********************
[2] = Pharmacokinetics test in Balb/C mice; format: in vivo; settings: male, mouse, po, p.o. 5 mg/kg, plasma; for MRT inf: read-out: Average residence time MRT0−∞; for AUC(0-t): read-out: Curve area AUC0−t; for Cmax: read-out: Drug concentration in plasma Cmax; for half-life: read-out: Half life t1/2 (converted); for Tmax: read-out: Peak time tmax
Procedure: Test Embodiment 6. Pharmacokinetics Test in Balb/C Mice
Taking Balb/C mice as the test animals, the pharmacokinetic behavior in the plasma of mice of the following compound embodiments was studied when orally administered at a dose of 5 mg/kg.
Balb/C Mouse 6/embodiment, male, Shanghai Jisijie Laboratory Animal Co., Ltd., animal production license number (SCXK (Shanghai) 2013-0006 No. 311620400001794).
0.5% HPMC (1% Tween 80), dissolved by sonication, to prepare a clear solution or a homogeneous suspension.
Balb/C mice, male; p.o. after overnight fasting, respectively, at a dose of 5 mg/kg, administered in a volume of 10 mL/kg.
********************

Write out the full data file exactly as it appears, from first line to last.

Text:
[2] = Pharmacokinetics test in Balb/C mice; format: in vivo; settings: male, mouse, po, p.o. 5 mg/kg, plasma; for MRT inf: read-out: Average residence time MRT0−∞; for AUC(0-t): read-out: Curve area AUC0−t; for Cmax: read-out: Drug concentration in plasma Cmax; for half-life: read-out: Half life t1/2 (converted); for Tmax: read-out: Peak time tmax
Procedure: Test Embodiment 6. Pharmacokinetics Test in Balb/C Mice
Taking Balb/C mice as the test animals, the pharmacokinetic behavior in the plasma of mice of the following compound embodiments was studied when orally administered at a dose of 5 mg/kg.
Balb/C Mouse 6/embodiment, male, Shanghai Jisijie Laboratory Animal Co., Ltd., animal production license number (SCXK (Shanghai) 2013-0006 No. 311620400001794).
0.5% HPMC (1% Tween 80), dissolved by sonication, to prepare a clear solution or a homogeneous suspension.
Balb/C mice, male; p.o. after overnight fasting, respectively, at a dose of 5 mg/kg, administered in a volume of 10 mL/kg.